Well, it’s the way the market system works. And the way people’s tastes are developed when they’re very young, and what they’re caught by. Cultivated taste in all the arts -- whether it’s literature, painting, music, film -- gets developed slowly by steps. And that’s why I said it was so important that, when you were a kid in the 50s and 60s, you were dragged to the movies by your parents. You half understood what was going on, but it aroused your curiosity. What was all of this sexual intrigue? The psychological complexity. Why was that person in a rage? It’s partly about how young people are educated into taste. I mean, very few people have naturally high-developed taste right from infancy or being aged 7 or 8. And that’s why I’m so upset that the movie business doesn’t seem to be laying the ground for grown up taste in the future. People will just drift off to television, and quite rightly, since there is all sorts of interesting and serious stuff there. It’s a calamity. Basically, the studios have attached their future to the birth rate rather than developing an audience that will go to movies in their 40s, 50s and 60s. That’s what they’re doing and I think it’s profoundly self-destructive.

I’m going to close with an old hero of yours. Pauline Kael was a mentor of yours and an undeniably brilliant person with an electrifying prose style. But she was also a critic who gradually ignored foreign films, exposed sensation for its own sake, insulted the art house audience as well as seriousness and cultivation. How does she fit into your argument?

Personally, she had an enormous affect on me and about 50 other people. She stuck a cattle prod into my side. And she changed her mind about my talents later on, which was a growing up experience that was painful, but I think, in the long run, healthy and necessary. Yes, she disliked overly controlled, formal exercises from Europe and austerity. She preferred the vitality and the mess of American popular culture to the highly controlled European art style. Although she did certainly push the young Goddard and the young Bertolucci, and she adored Kurosawa.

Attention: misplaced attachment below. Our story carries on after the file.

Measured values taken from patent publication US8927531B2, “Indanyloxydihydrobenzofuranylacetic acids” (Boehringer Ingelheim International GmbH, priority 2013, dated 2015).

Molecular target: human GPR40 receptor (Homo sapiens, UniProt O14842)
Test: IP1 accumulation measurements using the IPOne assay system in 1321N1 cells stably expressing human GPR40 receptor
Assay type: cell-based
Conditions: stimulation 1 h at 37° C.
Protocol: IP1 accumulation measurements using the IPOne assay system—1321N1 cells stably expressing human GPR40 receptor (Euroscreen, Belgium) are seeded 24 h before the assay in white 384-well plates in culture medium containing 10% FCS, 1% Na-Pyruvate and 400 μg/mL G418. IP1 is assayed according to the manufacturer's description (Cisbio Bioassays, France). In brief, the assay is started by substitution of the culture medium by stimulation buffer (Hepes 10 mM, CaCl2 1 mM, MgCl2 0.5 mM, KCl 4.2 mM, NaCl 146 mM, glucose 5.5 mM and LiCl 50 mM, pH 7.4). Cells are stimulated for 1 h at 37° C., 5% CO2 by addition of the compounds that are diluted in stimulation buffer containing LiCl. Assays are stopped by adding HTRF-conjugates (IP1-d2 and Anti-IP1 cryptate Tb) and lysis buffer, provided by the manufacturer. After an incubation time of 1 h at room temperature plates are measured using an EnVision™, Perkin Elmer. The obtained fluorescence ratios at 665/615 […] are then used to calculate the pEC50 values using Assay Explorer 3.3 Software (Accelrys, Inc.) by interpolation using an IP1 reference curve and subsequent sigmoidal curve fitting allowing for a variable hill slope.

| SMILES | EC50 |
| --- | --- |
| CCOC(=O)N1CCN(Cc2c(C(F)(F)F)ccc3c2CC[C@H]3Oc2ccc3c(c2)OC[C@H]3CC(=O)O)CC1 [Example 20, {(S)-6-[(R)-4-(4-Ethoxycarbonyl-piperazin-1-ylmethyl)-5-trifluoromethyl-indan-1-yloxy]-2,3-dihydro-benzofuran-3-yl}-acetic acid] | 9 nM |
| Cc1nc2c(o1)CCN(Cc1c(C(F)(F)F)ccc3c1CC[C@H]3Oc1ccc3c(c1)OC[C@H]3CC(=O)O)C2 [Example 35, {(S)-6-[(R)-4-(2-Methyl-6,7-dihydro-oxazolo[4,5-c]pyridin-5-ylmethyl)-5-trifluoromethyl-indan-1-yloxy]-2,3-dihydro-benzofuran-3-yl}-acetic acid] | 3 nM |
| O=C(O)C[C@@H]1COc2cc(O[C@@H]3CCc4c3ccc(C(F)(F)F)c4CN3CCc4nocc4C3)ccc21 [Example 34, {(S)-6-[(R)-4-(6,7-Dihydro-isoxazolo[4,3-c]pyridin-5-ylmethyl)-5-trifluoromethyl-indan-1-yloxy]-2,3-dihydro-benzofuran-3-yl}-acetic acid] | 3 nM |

All influenced by American cinema, obviously.

Yeah. She adored Kurosawa, and then that influence of Kurosawa came back onto Spielberg and Lucas and many other people. But, I think, basically, your description is correct. As she grew less and less interested... For instance, she couldn’t do anything with the Germans in the 70s.

Fassbinder, she completely ignored.

Fassbinder was just, to her mind, thoroughly unappealing. And she just felt in a terrible mood everytime she saw one of those movies, so she didn’t write about them. But she didn’t really respond to Wenders or early Herzog, either. She felt... I quote some of those reviews where she felt her strength was being “sapped.” You know, her All-American energy. She was a California farm girl, she was not going to be pushed over by these European phonies. That was the persona. So, you know, I think that was wrong and some of us feel that she went too far in demanding craziness and zaniness and that she missed out on some interesting and exciting things. But all I can tell the young people is it’s great to have a mentor, and it’s great to be rejected by your mentor. Painful as that might be. Because then you’re forced to shed some of those early influences and find your own voice and interests.